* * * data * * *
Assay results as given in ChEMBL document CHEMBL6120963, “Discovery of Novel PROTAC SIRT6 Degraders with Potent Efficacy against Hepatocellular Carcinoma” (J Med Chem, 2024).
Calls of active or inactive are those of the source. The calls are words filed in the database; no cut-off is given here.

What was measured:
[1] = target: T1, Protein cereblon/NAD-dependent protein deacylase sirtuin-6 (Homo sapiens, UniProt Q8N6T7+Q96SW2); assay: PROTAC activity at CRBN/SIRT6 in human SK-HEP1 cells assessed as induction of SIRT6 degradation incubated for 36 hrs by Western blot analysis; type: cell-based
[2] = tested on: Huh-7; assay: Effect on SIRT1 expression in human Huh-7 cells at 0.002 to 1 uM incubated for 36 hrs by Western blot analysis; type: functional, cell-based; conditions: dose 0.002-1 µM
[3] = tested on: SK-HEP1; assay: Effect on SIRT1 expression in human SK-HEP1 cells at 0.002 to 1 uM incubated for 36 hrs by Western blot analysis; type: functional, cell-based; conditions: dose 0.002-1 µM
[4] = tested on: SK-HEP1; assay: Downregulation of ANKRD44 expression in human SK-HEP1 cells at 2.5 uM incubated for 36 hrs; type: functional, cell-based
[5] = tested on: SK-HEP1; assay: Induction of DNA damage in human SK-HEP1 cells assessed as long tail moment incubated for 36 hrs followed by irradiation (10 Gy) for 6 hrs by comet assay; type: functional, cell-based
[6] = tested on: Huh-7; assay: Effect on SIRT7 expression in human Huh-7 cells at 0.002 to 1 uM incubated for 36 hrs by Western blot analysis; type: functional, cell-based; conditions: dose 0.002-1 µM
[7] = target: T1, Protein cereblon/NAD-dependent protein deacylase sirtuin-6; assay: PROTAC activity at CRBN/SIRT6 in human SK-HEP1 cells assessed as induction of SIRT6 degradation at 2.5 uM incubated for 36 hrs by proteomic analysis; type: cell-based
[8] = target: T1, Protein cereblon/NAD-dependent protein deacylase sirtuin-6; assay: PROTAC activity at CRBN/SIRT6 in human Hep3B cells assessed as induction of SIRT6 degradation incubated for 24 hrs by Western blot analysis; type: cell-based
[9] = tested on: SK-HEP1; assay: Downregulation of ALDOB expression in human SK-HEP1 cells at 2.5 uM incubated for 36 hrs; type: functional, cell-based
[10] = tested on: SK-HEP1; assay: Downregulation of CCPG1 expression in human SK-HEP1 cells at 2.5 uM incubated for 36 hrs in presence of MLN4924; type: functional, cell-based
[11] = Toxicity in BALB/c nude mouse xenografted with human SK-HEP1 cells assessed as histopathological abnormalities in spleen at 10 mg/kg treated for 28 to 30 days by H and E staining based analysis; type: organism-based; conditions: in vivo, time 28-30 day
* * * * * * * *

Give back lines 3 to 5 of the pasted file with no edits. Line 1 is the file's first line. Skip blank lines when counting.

What was measured:
[1] = target: T1, Protein cereblon/NAD-dependent protein deacylase sirtuin-6 (Homo sapiens, UniProt Q8N6T7+Q96SW2); assay: PROTAC activity at CRBN/SIRT6 in human SK-HEP1 cells assessed as induction of SIRT6 degradation incubated for 36 hrs by Western blot analysis; type: cell-based
[2] = tested on: Huh-7; assay: Effect on SIRT1 expression in human Huh-7 cells at 0.002 to 1 uM incubated for 36 hrs by Western blot analysis; type: functional, cell-based; conditions: dose 0.002-1 µM